Jul 13

Our Song


Our Song by Nancy Schatz Alton

Your blossom into speech is slow.

Your smile covers every inch of my skin.

You reach for my hand as we walk.

How long it took to meet someone who I felt no need to give words to.

You’ve taught me silence, how it’s enough to hold our wishes quietly,

especially when we don’t believe them.

Oh, I didn’t believe you would break into song on a big stage.

You have. You did. I was in the wings wishing I could see you.

All that prep with me learning how not to speak

and you learning how to show your secret self:

the song in tune, your smile from inside breaking over the listening faces.

We walk, not talking, hands clasped, arms swinging, an ancient song.

Until we do talk: we’ve been thinking the same thing. We smile and laugh.

The silence broken to mark our marvelous togetherness.


*blossom into speech is a phrase from the poem “The Student” by Dorianne Laux


Jun 27

Holy Fire/Dirty Bathroom Mirror


Today’s the first day since June 7th that I’ve been home without kids for more than a few hours. Ah, I thought, I’ll have hours to work.

Ah, my focus is not focused today. Even writing this feels not easy. We’re half in summer and half out. I’m right in the week between our family’s two summer trips. I just finished writing a back-to-school feature while my brain tries to quiet down to this noise: my eldest is a junior! Two years left! Two years left!

Two years left to teach her how to cook. To soak her in and watch her eventually pass her driving test. Two years in to prod her to do her laundry completely on her own.

A fire alarm that screams “Two Years! Two Years! Two Years!” is not a song I can sing to very long. My Sweet Carolina is off at her beloved summer camp and just knowing she is happy there, that thankfully is beginning to douse the alarm signals that have been on repeat lately.

But that is where I am at: gasping at the god-damned-hourglass just like every parent of a high schooler while marveling that I won another year with my youngest when we decided she’d repeat her kindergarten year. Just, yes, that’s crazy: that spot of joy during a dark time was knowing I’d have an 18-turning-19 high school senior someday. I’m that stinking parent that people might call helicopter except my kids are so old that I say, ‘call me helicopter, the sound of my blades sound pretty nice even as my bathroom mirror is a disgrace thanks to my girls.’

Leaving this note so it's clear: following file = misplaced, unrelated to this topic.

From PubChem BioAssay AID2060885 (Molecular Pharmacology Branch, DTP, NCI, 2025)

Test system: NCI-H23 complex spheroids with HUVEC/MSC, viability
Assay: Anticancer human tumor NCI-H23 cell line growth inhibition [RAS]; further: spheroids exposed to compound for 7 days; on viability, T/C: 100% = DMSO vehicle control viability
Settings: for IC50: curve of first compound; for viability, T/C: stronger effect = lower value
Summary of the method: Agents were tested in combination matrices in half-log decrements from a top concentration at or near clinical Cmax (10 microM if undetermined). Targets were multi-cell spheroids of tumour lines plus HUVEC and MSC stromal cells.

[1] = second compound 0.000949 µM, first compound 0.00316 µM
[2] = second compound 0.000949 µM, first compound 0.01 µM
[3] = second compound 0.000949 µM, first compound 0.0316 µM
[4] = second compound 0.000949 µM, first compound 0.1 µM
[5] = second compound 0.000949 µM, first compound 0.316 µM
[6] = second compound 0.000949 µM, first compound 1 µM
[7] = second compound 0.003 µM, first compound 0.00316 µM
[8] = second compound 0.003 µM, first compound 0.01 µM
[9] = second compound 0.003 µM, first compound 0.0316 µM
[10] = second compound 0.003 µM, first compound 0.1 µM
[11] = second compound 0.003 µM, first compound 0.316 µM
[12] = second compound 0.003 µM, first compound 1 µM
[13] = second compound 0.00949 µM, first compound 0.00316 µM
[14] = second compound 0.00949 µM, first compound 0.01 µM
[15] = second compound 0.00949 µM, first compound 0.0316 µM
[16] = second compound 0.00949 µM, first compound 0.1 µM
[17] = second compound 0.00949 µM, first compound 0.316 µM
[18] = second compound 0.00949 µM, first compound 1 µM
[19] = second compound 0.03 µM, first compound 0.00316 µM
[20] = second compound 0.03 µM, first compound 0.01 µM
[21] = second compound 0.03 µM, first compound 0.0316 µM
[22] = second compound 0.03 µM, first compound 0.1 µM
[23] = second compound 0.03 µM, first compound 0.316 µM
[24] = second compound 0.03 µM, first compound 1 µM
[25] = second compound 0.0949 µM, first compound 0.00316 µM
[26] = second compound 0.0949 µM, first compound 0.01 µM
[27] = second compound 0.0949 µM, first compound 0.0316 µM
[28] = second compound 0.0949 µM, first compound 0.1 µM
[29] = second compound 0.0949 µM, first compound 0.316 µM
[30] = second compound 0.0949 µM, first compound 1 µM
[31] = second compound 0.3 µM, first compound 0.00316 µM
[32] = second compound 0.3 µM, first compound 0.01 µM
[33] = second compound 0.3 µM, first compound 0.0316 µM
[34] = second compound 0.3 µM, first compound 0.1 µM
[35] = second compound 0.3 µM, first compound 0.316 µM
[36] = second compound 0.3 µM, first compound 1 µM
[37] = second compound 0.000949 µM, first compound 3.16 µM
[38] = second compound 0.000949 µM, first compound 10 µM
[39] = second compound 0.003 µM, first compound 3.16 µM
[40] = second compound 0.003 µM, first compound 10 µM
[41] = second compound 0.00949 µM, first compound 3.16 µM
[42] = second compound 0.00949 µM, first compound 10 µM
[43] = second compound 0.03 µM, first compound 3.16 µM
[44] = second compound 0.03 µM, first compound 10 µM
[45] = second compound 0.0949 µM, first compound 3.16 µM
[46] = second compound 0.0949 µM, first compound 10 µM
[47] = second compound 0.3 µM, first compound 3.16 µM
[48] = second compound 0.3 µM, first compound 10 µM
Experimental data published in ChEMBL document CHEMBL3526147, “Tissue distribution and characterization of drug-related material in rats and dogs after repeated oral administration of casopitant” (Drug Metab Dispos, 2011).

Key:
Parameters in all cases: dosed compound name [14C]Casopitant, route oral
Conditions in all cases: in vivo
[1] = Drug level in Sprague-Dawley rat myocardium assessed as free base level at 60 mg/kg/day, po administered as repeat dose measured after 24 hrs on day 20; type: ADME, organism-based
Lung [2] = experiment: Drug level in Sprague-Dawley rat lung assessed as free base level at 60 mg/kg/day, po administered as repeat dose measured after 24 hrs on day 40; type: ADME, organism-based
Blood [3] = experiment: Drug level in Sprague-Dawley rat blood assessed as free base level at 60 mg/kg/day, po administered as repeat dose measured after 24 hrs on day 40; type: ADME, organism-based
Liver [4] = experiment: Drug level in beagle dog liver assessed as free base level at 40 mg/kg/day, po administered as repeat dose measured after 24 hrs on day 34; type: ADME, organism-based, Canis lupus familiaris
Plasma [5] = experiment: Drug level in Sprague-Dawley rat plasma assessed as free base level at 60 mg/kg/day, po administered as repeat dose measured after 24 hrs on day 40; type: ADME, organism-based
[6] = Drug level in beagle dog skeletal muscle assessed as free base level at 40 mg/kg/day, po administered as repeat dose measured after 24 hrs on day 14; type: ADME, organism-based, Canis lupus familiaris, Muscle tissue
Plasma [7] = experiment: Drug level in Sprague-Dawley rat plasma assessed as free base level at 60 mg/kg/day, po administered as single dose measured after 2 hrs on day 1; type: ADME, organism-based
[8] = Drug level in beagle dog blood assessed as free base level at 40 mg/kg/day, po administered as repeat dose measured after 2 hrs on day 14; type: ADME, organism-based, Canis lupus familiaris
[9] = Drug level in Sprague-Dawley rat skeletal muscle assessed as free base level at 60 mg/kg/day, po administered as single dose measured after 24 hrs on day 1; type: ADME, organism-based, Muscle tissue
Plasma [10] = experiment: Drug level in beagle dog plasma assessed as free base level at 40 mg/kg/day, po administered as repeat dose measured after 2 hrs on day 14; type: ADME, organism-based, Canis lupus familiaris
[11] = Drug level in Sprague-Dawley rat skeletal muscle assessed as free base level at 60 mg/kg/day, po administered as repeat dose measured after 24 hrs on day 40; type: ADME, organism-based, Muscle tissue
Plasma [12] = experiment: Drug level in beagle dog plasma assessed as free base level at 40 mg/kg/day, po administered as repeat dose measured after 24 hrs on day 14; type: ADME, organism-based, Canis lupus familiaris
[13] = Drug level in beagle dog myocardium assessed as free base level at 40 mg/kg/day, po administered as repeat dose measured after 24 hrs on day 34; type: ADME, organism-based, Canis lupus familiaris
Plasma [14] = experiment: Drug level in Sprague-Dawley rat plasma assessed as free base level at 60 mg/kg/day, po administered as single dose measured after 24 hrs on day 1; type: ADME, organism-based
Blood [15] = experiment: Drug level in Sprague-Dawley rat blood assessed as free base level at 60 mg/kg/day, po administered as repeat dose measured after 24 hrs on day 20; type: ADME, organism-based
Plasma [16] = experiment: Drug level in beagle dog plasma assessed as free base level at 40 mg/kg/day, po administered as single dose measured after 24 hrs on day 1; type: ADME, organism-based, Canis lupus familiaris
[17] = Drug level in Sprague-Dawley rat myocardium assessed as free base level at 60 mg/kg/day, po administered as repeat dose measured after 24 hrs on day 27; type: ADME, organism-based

Since my mind has too many blades slicing every neuron I still have in half, I’m not even sure this is worth publishing. Last night I went on a walk and saw a fire in the distance, black smoke curling around city skyscrapers. That’s what’s up ahead: who I have been for quite a long time now burning down.

I know the parents who have gone before me will scold me: your kids are a forever deal, just enjoy the now. But when my husband said a few years ago that these are the salad years: oh, he was speaking the truth. Last night I finished reading a memoir  by a local author who wrote about parenting his “willful skateboarder sons.” The book “Kickflip Boys” ends in the same place of yearning I see up ahead: with Neal Thompson mourning a time that he lived with his three best friends. His two sons/best friends were no longer to be permanent residents of the home he shares with his wife/third best friend/their mom.

Ah home, my sweet holy home. It’s quiet here today, just me knocking out some deadlines, thinking about a fire up ahead, pondering if I should clean the bathroom mirror or leave it as a testament to all that is holy in my life.

Jun 15



Do you know how lucky I feel? On a day like today when we’re celebrating endings and the sun shines, I know I have it all. Because who else gets to watch you sporting striped pants with confidence?